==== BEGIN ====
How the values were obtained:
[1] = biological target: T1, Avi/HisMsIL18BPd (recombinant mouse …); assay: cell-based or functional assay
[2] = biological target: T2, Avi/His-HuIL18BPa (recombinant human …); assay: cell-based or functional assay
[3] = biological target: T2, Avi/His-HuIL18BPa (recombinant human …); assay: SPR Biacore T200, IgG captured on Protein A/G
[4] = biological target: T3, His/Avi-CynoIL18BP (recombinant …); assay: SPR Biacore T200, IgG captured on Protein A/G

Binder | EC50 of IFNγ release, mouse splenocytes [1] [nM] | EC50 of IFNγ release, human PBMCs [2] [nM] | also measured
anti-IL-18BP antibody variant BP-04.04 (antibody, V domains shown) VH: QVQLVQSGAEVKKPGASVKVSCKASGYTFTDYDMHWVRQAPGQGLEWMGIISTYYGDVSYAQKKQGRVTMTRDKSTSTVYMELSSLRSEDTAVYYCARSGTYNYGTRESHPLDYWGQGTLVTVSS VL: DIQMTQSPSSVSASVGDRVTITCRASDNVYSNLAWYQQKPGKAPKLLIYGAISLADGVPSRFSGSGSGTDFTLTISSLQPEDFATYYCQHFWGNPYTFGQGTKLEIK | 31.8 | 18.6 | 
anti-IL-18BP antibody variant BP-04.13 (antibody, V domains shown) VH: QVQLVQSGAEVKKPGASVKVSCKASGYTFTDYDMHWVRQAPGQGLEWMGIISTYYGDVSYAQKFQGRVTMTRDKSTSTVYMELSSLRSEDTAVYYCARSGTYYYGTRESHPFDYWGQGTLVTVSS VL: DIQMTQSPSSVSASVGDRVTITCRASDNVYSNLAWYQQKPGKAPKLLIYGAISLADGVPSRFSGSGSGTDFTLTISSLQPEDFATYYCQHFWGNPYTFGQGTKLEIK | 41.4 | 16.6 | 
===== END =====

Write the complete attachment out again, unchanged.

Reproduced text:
How the values were obtained:
[1] = biological target: T1, Avi/HisMsIL18BPd (recombinant mouse …); assay: cell-based or functional assay
[2] = biological target: T2, Avi/His-HuIL18BPa (recombinant human …); assay: cell-based or functional assay
[3] = biological target: T2, Avi/His-HuIL18BPa (recombinant human …); assay: SPR Biacore T200, IgG captured on Protein A/G
[4] = biological target: T3, His/Avi-CynoIL18BP (recombinant …); assay: SPR Biacore T200, IgG captured on Protein A/G

Binder | EC50 of IFNγ release, mouse splenocytes [1] [nM] | EC50 of IFNγ release, human PBMCs [2] [nM] | also measured
anti-IL-18BP antibody variant BP-04.04 (antibody, V domains shown) VH: QVQLVQSGAEVKKPGASVKVSCKASGYTFTDYDMHWVRQAPGQGLEWMGIISTYYGDVSYAQKKQGRVTMTRDKSTSTVYMELSSLRSEDTAVYYCARSGTYNYGTRESHPLDYWGQGTLVTVSS VL: DIQMTQSPSSVSASVGDRVTITCRASDNVYSNLAWYQQKPGKAPKLLIYGAISLADGVPSRFSGSGSGTDFTLTISSLQPEDFATYYCQHFWGNPYTFGQGTKLEIK | 31.8 | 18.6 | 
anti-IL-18BP antibody variant BP-04.13 (antibody, V domains shown) VH: QVQLVQSGAEVKKPGASVKVSCKASGYTFTDYDMHWVRQAPGQGLEWMGIISTYYGDVSYAQKFQGRVTMTRDKSTSTVYMELSSLRSEDTAVYYCARSGTYYYGTRESHPFDYWGQGTLVTVSS VL: DIQMTQSPSSVSASVGDRVTITCRASDNVYSNLAWYQQKPGKAPKLLIYGAISLADGVPSRFSGSGSGTDFTLTISSLQPEDFATYYCQHFWGNPYTFGQGTKLEIK | 41.4 | 16.6 | 